In March the Chancellor announced £1 billion of grant funding available through the Net Zero Innovation (NZIP) Portfolio, though this Fund replaced the pre-existing BEIS Energy Innovation Programme. NZIP targets funding at technological advancements to aid decarbonisation and is therefore a key part of the UK’s net zero targets. Funding for research and development (R&D) is incentivised because it is good for employment, keeping jobs in the United Kingdom, and because it means new technologies are developed locally and can be exported growing the overall economy.
Tax credits for R&D activity have existed for years, see our previous Spotlight On article here. For small companies this represents a tax deduction of £2.30 for every £1.00 spent on R&D and is therefore extremely valuable to businesses undertaking such activities, which are regularly pre-revenue.
The Chancellor should utilise the existing system for claiming credits for R&D activity but offer increased deductions for those businesses solving technological challenges that could result in the reduction of carbon emissions, for example those which increase battery life, capture carbon from the atmosphere or generate energy from renewable sources. Enhancing the available reliefs for expenditure in this sector is well justified given both the very limited time to make meaningful changes to tackle the climate crisis and the potential economic benefits to the UK.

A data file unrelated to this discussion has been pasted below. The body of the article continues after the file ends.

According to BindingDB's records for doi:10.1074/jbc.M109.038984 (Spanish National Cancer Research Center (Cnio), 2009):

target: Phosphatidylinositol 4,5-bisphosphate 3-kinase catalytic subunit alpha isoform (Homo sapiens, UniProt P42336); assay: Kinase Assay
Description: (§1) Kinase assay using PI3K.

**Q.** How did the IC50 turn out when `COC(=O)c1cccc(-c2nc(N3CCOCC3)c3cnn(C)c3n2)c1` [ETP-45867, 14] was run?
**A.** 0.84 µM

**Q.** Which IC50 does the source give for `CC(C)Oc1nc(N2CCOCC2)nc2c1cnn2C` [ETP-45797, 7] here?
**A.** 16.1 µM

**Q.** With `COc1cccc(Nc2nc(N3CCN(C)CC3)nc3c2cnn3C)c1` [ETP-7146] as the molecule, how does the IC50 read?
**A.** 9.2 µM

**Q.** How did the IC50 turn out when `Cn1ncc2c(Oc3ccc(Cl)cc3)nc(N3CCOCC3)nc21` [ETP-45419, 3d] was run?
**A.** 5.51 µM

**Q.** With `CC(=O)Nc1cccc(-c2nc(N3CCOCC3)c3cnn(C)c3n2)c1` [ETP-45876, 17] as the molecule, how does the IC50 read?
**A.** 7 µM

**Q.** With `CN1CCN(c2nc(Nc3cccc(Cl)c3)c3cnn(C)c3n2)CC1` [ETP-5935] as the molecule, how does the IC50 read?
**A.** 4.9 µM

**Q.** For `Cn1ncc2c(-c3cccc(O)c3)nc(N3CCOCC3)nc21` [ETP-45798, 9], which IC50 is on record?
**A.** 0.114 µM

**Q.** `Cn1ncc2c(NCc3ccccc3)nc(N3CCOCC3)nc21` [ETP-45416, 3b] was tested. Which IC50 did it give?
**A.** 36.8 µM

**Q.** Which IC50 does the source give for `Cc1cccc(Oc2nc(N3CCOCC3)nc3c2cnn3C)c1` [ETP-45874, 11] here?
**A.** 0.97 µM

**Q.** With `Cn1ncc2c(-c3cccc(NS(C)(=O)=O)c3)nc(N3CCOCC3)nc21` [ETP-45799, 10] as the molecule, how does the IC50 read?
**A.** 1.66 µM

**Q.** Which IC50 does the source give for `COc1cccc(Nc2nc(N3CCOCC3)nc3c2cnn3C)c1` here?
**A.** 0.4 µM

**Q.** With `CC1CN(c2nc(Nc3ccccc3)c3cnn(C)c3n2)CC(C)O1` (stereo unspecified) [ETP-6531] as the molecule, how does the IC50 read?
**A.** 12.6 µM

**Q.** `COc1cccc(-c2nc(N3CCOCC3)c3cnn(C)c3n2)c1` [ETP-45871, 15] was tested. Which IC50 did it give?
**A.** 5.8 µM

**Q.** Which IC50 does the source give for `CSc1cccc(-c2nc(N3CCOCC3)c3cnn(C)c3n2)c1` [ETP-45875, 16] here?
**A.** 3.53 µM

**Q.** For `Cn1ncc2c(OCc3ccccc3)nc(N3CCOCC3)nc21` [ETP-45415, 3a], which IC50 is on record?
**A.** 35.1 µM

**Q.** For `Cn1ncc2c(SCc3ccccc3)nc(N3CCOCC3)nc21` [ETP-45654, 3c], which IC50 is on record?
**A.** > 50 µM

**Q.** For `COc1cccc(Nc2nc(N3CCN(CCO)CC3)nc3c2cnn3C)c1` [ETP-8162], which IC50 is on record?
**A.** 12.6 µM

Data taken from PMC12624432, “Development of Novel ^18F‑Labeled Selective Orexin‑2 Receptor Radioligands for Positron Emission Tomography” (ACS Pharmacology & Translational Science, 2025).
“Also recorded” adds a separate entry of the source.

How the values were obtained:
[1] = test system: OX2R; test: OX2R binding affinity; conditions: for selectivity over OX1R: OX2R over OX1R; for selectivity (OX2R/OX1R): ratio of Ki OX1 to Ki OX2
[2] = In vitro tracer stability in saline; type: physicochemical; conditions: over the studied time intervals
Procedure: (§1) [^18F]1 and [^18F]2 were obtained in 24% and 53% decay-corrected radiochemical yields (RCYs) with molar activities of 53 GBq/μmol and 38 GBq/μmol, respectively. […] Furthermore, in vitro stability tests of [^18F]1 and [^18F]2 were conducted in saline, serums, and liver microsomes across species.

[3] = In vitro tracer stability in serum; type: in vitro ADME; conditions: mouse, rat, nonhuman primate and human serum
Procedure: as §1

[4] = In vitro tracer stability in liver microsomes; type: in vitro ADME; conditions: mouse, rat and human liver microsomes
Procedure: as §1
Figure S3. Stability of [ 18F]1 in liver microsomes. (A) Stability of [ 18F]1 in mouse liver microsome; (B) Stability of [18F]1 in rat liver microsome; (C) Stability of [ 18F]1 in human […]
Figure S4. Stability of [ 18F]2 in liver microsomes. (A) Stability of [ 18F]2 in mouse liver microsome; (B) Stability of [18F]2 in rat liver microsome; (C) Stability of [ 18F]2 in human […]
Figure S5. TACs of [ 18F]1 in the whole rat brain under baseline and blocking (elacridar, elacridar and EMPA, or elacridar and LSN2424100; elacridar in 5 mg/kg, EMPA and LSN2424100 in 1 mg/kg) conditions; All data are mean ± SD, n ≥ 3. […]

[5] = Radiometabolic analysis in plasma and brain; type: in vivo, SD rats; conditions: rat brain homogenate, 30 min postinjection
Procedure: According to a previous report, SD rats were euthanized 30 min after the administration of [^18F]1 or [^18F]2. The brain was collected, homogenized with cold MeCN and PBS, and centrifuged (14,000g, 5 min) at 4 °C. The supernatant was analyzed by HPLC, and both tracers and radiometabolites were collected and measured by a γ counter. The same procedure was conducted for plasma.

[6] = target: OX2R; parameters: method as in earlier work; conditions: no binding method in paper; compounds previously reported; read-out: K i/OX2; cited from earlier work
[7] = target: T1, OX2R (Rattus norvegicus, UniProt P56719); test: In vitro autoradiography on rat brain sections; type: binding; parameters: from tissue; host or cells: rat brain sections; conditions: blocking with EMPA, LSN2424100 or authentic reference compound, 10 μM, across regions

Trillions of dollars are estimated to be needed each year to keep the rising average global temperatures below 2 degrees Celsius above the pre-industrial era equivalent. The size of the green technology economy is therefore enormous and any country which can establish itself as a centre of excellence in making technological advances that reduce carbon emissions can a) create large numbers of local jobs and b) generate revenues from the available funding of overseas governments. Unfortunately, instead of additional incentives to address the climate crisis, £35 million a year is being taken out of available Government funds through cuts to Air Passenger Duty.
Utilising the existing system to incentivise green technology also helps to avoid further complicating an already unwieldy UK tax environment. Further opportunities exist, for example offering additional deductions to investor reliefs in early-stage business – the Enterprise Investment Scheme (EIS) and Seed Enterprise Investment Scheme (SEIS) – see our previous article here. Such reliefs would be well targeted as early-stage businesses are often at the forefront of technological advancements as they are setup with this very purpose. Investors are attracted by the potential for high returns if the developed technology proves successful. However, investment of this nature is also risky as technology can fail or be quickly superseded. Reliefs available under these schemes encourage investors to take risks with their capital and therefore targeting these reliefs at the UK’s net zero target would be a good use of taxpayers’ money.
If you are developing new technologies and are interested in how we can help in taking advantage of research and development tax incentives, or any other elements of this article, please speak with your usual Blick Rothenberg contact.
You can also visit our COP26 Hub where we will share an article written by our experts each day the COP26 conference takes place with a focus on green taxation.